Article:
Tony Oladipo Allen (born in Lagos, Nigeria) is a Nigerian drummer, composer and songwriter who currently lives and works in Paris. His career and life story have been documented in his 2013 autobiography Tony Allen: Master Drummer of Afrobeat, co-written with author/musician Michael E. Veal who previously wrote a comprehensive biography of Fela Kuti.
As drummer and musical director of Fela Anikulapo Kuti's band Africa 70 from 1968 to 1979, Allen was one of the primary co-founders of the genre of Afrobeat music. Fela once stated that, "without Tony Allen, there would be no Afrobeat." He has also been described by Brian Eno as "perhaps the greatest drummer who has ever lived.
A self-taught musician, Allen began to play drum-kit at the age of eighteen, while working as an engineer for a Nigerian radio station. Allen was influenced by music his father listened to (Juju, traditional Yoruba ceremonial music), but also American jazz, and the growing highlife scene in Nigeria and Ghana. Allen worked hard to develop a unique voice on the drums – feverishly studying LPs and magazine articles by Max Roach and Art Blakey, but also revolutionary Ghanaian drummer Guy Warren (now Kofi Ghanaba – who developed a highly sought sound that mixed tribal Ghanaian drumming with bop – working with Dizzy Gillespie, Charlie Parker, Thelonious Monk, and Max Roach).
Allen was hired by 'Sir' Victor Olaiya to play claves with his highlife band, "the Cool Cats". Tony was able to fill the drum-set chair when the former Cool Cats drummer left the band. Allen later played with Agu Norris and the Heatwaves, the Nigerian Messengers and the Melody Makers.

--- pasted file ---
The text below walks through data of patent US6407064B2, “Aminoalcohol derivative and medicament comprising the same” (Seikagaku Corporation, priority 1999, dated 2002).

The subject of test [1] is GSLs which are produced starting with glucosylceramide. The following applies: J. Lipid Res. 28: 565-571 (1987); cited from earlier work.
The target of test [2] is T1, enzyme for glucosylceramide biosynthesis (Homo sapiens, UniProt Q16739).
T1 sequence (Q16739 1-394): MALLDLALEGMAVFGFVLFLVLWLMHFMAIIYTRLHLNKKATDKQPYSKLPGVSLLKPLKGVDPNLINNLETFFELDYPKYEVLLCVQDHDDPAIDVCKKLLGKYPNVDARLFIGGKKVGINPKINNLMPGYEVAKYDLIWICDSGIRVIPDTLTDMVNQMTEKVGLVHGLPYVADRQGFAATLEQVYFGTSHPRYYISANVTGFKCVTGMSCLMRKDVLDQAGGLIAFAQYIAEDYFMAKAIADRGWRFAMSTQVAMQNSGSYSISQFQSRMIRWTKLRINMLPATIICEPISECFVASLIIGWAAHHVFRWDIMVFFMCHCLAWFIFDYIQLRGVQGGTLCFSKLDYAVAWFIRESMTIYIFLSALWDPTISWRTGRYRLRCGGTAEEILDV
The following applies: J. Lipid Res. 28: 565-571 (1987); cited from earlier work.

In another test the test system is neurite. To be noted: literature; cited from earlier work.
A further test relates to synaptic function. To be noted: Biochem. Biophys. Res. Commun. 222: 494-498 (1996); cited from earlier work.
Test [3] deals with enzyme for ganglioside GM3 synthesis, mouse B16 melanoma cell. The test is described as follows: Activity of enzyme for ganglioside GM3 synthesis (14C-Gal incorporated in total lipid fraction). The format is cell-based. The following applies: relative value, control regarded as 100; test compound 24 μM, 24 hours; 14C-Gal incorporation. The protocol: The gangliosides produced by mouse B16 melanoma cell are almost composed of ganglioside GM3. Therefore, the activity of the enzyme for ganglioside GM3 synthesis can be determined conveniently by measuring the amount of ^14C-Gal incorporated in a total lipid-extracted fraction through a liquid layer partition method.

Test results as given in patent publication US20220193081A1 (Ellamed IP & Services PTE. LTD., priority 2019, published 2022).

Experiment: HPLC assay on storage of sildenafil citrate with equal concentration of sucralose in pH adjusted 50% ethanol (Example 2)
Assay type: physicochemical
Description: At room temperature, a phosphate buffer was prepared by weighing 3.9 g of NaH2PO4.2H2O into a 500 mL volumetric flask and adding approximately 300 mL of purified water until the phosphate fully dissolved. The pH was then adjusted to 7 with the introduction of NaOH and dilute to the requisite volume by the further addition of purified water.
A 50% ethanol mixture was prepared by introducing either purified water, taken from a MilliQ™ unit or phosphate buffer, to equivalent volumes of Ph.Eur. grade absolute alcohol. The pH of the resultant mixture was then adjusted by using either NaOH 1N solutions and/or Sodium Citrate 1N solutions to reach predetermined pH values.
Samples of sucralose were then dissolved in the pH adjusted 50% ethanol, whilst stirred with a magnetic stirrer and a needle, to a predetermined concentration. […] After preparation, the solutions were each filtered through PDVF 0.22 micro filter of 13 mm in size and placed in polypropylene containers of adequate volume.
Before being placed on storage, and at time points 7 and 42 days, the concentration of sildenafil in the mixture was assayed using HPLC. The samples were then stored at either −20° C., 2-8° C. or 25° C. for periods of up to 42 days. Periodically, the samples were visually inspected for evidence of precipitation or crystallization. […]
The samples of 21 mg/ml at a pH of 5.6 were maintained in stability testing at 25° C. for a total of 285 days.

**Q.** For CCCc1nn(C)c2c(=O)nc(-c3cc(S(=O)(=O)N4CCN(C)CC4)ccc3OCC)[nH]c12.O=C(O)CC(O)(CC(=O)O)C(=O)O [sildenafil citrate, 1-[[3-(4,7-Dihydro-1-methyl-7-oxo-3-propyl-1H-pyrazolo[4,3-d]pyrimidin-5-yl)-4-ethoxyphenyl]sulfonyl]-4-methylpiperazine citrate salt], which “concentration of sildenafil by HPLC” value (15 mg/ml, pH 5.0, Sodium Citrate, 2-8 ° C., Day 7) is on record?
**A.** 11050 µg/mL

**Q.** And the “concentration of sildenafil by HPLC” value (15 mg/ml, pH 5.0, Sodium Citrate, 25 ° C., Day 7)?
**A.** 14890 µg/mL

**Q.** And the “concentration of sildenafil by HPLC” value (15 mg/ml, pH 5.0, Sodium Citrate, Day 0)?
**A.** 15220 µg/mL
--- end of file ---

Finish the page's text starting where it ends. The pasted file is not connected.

n 1964, Fela Ransome Kuti invited Allen to audition for a jazz-highlife band he was forming. Kuti and Allen had played together as sidemen in the Lagos circuit. Fela complimented Allen's unique sound: "How come you are the only guy in Nigeria who plays like this – jazz and highlife?" Thus Allen became an original member of Kuti's "Koola Lobitos" highlife-jazz band.
In 1969, following a turbulent and educational trip to the United States, Fela and the newly renamed Africa '70 band developed a new militant African sound- mixing the heavy groove and universal appeal of soul with jazz, highlife, and the polyrhythmic template of Yoruba conventions. Allen developed a novel style to complement Fela's new African groove that blended these disparate genres.
Allen recounts how Fela and he wrote in 1970: "Fela used to write out the parts for all the musicians in the band (Africa '70). I was the only one who originated the music I played. Fela would ask what type of rhythm I wanted to play… You can tell a good drummer because we… have four limbs… and they are… playing different things… the patterns don't just come from Yoruba… [but] other parts of Nigeria and Africa."